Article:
“I think this might be it!” I exclaimed. Surveying the colossal figure before me, my eyes lingered on its sheer size, then gazed higher, higher, higher… trying to locate the top of its crown. “Wow! This just might be the one!”
We were on a mission – the district technician, service forester, and I – and quickly got to work. Taking measurements and recording numbers, we were on a search to find and confirm the largest nominated sugar maple tree in Geauga County. This was Geauga County’s inaugural BIG TREE Contest, sponsored by the Geauga Soil and Water Conservation District (SWCD) with support from our Division of Forestry’s service forester. The sugar maple (Acer saccharum) was chosen as the contest’s featured tree species, honoring its ongoing significance to Geauga County’s maple syrup production industry. Throughout the day, we traversed colorful autumn landscapes where sap runs and maples rule, seeking the largest and perhaps oldest species in the county. Though we would “size up” several more trees throughout the day, it was here where we indeed found our champion tree.
Impressive and immense, this tree stands at approximately 111 feet high, with an estimated crown spread of 87 feet, a 55 inch diameter, and circumference of 14 feet, six inches (174 total inches). In order to compare and rank our biggest trees, these numbers are then used in a formula to determine an overall tree index value.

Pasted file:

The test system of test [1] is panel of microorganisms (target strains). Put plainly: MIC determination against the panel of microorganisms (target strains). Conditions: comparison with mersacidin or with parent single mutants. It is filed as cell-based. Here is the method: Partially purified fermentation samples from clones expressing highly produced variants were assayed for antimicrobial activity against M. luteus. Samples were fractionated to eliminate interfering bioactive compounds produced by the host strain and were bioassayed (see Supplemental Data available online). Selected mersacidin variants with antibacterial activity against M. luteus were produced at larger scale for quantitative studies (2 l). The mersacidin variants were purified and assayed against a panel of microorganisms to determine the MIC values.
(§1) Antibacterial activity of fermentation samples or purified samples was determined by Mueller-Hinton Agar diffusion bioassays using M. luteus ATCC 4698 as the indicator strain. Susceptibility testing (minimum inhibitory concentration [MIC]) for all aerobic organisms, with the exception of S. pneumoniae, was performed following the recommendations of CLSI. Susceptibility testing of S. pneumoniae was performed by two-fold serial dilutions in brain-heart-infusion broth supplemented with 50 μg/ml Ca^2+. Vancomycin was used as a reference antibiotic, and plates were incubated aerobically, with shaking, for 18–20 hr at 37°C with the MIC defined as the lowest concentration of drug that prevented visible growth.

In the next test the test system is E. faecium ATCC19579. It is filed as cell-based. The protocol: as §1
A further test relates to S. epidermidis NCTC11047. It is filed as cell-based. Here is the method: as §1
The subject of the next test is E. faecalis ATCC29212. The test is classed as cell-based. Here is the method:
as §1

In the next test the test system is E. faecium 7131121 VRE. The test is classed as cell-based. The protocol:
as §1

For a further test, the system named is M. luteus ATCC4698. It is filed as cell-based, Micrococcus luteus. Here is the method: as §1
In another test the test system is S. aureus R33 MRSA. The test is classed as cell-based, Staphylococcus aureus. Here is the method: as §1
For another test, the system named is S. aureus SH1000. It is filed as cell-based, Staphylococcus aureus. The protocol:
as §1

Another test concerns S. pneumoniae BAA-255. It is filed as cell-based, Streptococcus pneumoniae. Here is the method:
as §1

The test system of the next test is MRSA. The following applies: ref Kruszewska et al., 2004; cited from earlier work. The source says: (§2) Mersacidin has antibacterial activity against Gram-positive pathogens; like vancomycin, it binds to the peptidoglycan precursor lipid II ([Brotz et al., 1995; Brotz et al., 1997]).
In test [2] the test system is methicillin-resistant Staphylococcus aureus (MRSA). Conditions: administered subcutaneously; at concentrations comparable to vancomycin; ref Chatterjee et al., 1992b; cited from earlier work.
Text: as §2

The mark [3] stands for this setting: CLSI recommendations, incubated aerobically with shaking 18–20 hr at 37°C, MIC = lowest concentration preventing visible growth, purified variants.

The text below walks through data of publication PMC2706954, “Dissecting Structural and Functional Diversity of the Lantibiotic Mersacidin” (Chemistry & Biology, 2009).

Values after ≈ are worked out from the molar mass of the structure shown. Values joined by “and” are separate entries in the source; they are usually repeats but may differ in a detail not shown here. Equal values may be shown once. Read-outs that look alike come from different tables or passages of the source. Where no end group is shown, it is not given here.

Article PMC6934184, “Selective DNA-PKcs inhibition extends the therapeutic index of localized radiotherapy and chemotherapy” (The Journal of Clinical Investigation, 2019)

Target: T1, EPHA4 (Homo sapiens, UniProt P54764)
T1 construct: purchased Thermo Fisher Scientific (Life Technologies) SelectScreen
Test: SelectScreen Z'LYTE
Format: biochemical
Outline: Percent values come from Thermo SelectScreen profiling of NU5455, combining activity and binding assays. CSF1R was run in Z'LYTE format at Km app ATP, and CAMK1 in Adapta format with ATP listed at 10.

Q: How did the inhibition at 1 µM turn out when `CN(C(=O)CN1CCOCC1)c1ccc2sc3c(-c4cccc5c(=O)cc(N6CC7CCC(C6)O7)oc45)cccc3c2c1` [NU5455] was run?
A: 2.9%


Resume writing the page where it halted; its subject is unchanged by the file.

Standing next to a tree of this size can initially take your breath away. It is enormous. It is magical. It is incredible and rare. Most importantly, it is still standing!! Curiosity and awe quickly give way to a flood of questions in your mind. “How old are you?!” “What historical events have you witnessed?” “Who climbed on your limbs?” “How did you survive this long?” Oh, the stories it could tell! Joan Demirjian of Bainbridge Township, current owner of this tree, has had the privilege of hearing some of these stories from the previous owner who has passed them on, along with his deep love and respect for this extraordinary sugar maple.
The Birth of a Tree (then a Nation)
Our champion tree is estimated to be 250 – 300 years old and insights to its historical significance are easy to find nearby. Its life began before our country was formed, quite possibly before the Revolutionary War. In fact, it stands next to the Southwest Burying Ground, a cemetery in Bainbridge Township dating back to 1831 where a Revolutionary War soldier is buried, along with members of a famous pioneer family who settled there, along with railroad workers who died and were buried in a common grave. Like the weathered headstones, other nearby remnants in the landscape whisper tales from the past and serve as reminders of the longevity of this tree’s life. Once a bustling site of innovation and industry, now only foundation stones remain from the grist mill, saw mill, tannery, brickyard, cheese factory, and distillery that were in full swing at the time of this tree’s youth. The nearby river that once powered these bygone industries still flows, now as a designated State Scenic River. And this tree was tapped for maple syrup for over 50 years! Imagine all that this tree has seen through the hundreds of years of its existence. The people and settlements are now gone, yet this landmark tree still remains.